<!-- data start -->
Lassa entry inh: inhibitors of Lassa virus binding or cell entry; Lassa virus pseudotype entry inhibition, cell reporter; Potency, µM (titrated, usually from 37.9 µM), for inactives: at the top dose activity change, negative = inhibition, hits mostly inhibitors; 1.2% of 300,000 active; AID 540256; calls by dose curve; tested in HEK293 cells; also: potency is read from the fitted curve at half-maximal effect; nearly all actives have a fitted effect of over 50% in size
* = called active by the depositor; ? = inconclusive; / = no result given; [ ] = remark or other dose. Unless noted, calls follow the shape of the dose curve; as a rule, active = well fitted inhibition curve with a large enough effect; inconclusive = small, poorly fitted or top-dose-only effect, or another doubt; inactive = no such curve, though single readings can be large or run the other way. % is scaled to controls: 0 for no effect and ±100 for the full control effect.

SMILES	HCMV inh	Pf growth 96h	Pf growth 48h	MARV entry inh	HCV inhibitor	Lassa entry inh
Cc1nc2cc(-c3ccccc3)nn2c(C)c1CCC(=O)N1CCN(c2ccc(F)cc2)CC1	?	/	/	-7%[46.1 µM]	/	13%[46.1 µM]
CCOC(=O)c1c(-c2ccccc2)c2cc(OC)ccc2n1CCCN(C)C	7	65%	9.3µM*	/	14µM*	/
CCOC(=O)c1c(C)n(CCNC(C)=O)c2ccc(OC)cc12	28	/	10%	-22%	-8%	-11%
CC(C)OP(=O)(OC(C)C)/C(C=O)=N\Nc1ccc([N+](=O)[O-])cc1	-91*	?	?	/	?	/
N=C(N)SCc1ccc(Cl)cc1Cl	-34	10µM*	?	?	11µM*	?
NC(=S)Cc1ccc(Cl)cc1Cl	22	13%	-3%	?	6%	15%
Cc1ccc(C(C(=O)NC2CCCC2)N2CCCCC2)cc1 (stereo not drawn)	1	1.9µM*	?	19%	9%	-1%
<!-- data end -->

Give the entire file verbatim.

Lassa entry inh: inhibitors of Lassa virus binding or cell entry; Lassa virus pseudotype entry inhibition, cell reporter; Potency, µM (titrated, usually from 37.9 µM), for inactives: at the top dose activity change, negative = inhibition, hits mostly inhibitors; 1.2% of 300,000 active; AID 540256; calls by dose curve; tested in HEK293 cells; also: potency is read from the fitted curve at half-maximal effect; nearly all actives have a fitted effect of over 50% in size
* = called active by the depositor; ? = inconclusive; / = no result given; [ ] = remark or other dose. Unless noted, calls follow the shape of the dose curve; as a rule, active = well fitted inhibition curve with a large enough effect; inconclusive = small, poorly fitted or top-dose-only effect, or another doubt; inactive = no such curve, though single readings can be large or run the other way. % is scaled to controls: 0 for no effect and ±100 for the full control effect.

SMILES	HCMV inh	Pf growth 96h	Pf growth 48h	MARV entry inh	HCV inhibitor	Lassa entry inh
Cc1nc2cc(-c3ccccc3)nn2c(C)c1CCC(=O)N1CCN(c2ccc(F)cc2)CC1	?	/	/	-7%[46.1 µM]	/	13%[46.1 µM]
CCOC(=O)c1c(-c2ccccc2)c2cc(OC)ccc2n1CCCN(C)C	7	65%	9.3µM*	/	14µM*	/
CCOC(=O)c1c(C)n(CCNC(C)=O)c2ccc(OC)cc12	28	/	10%	-22%	-8%	-11%
CC(C)OP(=O)(OC(C)C)/C(C=O)=N\Nc1ccc([N+](=O)[O-])cc1	-91*	?	?	/	?	/
N=C(N)SCc1ccc(Cl)cc1Cl	-34	10µM*	?	?	11µM*	?
NC(=S)Cc1ccc(Cl)cc1Cl	22	13%	-3%	?	6%	15%
Cc1ccc(C(C(=O)NC2CCCC2)N2CCCCC2)cc1 (stereo not drawn)	1	1.9µM*	?	19%	9%	-1%